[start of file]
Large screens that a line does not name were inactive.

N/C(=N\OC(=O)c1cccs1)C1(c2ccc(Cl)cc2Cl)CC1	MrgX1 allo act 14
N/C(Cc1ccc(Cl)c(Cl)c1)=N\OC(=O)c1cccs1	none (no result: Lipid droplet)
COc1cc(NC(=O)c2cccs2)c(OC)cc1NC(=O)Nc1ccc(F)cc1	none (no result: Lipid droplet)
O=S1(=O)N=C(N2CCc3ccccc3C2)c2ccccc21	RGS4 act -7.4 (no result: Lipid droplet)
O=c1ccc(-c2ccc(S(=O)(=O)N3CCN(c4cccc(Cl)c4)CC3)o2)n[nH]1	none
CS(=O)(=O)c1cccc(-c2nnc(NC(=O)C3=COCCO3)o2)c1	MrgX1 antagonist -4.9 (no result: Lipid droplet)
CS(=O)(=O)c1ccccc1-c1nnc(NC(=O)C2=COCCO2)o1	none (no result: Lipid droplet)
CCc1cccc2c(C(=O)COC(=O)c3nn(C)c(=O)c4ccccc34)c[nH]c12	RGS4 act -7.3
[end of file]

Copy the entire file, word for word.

Large screens that a line does not name were inactive.

N/C(=N\OC(=O)c1cccs1)C1(c2ccc(Cl)cc2Cl)CC1	MrgX1 allo act 14
N/C(Cc1ccc(Cl)c(Cl)c1)=N\OC(=O)c1cccs1	none (no result: Lipid droplet)
COc1cc(NC(=O)c2cccs2)c(OC)cc1NC(=O)Nc1ccc(F)cc1	none (no result: Lipid droplet)
O=S1(=O)N=C(N2CCc3ccccc3C2)c2ccccc21	RGS4 act -7.4 (no result: Lipid droplet)
O=c1ccc(-c2ccc(S(=O)(=O)N3CCN(c4cccc(Cl)c4)CC3)o2)n[nH]1	none
CS(=O)(=O)c1cccc(-c2nnc(NC(=O)C3=COCCO3)o2)c1	MrgX1 antagonist -4.9 (no result: Lipid droplet)
CS(=O)(=O)c1ccccc1-c1nnc(NC(=O)C2=COCCO2)o1	none (no result: Lipid droplet)
CCc1cccc2c(C(=O)COC(=O)c3nn(C)c(=O)c4ccccc34)c[nH]c12	RGS4 act -7.3